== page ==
People of Color in European Art History


  1. att. Kano Naizen

    Namban Byobu (detail): Japanese and Portuguese Christians with servants

    Edo period, Japan (c. 1590-1600)

    [x] [x] [x]

    Namban Art

  2. att. Kano Domi

    Namban Byobu (detail): Portuguese Merchants Arriving at a Japanese Port

    Edo period, Japan (c. 1590-1600)

    [x] [x] [x]

    Namban Art

  3. att. Kano Domi

    Namban Byobu (detail)

    Edo period, Japan (c. 1590-1600)

     [x] [x]

    Namban Art

  4. att. Kano Domi

    Namban Byobu (detail): Unloading of a Portuguese Carrack

    Edo period, Japan (c. 1590-1600)

    [x] [x] [x]

    Namban Art

  5. att. Kano Domi
Namban Byobu (detail): A Portuguese Merchant and a Japanese Noble Confer
Edo period, Japan (c. 1590-1600)
[x] [x] [x]
Namban Art

    att. Kano Domi

    Namban Byobu (detail): A Portuguese Merchant and a Japanese Noble Confer

    Edo period, Japan (c. 1590-1600)

    [x] [x] [x]

    Namban Art

  6. att. Kano Naizen
Namban Byobu (detail)
Japan, Edo period (c. 1570-1600)
[x]
Namban Art

    att. Kano Naizen

    Namban Byobu (detail)

    Japan, Edo period (c. 1570-1600)

    [x]

    Namban Art

  7. Edo Period Artist (Kano School)
Nanban Screen (detail), Portuguese Traders in Nagasaki
Japan (c. 1600)
Pigment, Gold Leaf on Paper
[x]
Namban Art

    Edo Period Artist (Kano School)

    Nanban Screen (detail), Portuguese Traders in Nagasaki

    Japan (c. 1600)

    Pigment, Gold Leaf on Paper

    [x]

    Namban Art

  8. Edo Period Artist (Kano School)
Nanban Screen (detail), Portuguese Viewing a Peacock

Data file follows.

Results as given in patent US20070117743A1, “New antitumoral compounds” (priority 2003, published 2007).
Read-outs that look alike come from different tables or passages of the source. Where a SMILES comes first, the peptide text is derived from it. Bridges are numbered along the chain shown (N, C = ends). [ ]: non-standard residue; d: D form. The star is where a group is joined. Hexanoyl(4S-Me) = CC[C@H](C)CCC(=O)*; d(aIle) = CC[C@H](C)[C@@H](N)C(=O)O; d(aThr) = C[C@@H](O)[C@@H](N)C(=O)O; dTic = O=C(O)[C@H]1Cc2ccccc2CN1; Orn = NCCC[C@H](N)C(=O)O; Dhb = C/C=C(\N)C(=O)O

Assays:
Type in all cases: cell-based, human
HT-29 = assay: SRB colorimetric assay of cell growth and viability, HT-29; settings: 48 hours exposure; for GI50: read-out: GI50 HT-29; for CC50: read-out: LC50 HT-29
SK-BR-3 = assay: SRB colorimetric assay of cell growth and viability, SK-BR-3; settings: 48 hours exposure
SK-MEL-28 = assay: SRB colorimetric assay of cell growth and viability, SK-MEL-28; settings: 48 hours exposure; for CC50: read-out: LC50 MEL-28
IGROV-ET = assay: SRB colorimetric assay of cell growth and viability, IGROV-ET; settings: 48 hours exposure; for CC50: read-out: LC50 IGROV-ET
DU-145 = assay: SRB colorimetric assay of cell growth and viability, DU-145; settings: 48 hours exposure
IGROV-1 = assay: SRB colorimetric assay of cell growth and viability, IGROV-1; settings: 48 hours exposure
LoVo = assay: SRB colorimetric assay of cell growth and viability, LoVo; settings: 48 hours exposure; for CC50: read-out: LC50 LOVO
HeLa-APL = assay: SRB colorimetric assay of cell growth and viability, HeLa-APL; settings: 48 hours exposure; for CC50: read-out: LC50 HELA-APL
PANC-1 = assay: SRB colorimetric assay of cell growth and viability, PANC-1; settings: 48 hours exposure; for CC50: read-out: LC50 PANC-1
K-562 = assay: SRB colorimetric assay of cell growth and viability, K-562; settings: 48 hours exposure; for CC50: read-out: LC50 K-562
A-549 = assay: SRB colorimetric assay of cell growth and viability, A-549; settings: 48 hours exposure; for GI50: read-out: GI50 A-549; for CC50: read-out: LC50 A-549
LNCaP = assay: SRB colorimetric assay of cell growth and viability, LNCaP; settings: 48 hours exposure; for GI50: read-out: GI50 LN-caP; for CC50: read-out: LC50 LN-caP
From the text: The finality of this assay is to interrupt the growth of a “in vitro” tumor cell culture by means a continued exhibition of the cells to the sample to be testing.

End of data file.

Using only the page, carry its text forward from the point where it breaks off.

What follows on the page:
Japan (c. 1600)
Pigment, Gold Leaf on Paper
[x]
Namban Art

    Edo Period Artist (Kano School)

    Nanban Screen (detail), Portuguese Viewing a Peacock

    Japan (c. 1600)

    Pigment, Gold Leaf on Paper

    [x]

    Namban Art

  9. Hi! Huge fan of your work. Yesterday I went to an exhibit on Japanism (mainly focusing on Catalan production, but with important international artworks included). And there was this Japanese folding screen depicting the arrival of the Portuguese to Japan in the 17th c.

    (pic here: http://prensa.lacaixa.es/obrasocial/photo.html?noticia=18987&imagen=28

    you can download the HD version clicking on “Calidad Alta” right underneath “Descargar”, you must download it if you want to see the detail - and it’s so worth it, believe me!). What is so revealing about it is that everyone has Japanese-like features (especially the eyes) even though it depicts a fair amount of Black men (I’m guessing slaves/serves brought by the Portuguese, considering the Atlantic trade had been going on for a while by then).

    Next to it was a print I couldn’t find online, but it was Felipe II with the Japanese ambassadors (1667) and their depiction was very white-washed. They honestly looked like your average white men wearing kimonos. The guide explained that it is believed that the author himself was not a witness of the event so he drew them after whatever stories he had heard.

    Thought you might find it interesting :)

    Thank you so much for this submission!
    I love Namban screens, and of course you can see that there are many, many Afro-Portuguese on missions like these. This is true throughout Nanban screens depicting the arrivals of Spanish and Portuguese merchants and emissaries. Most of them are probably not enslaved, especially the sailors.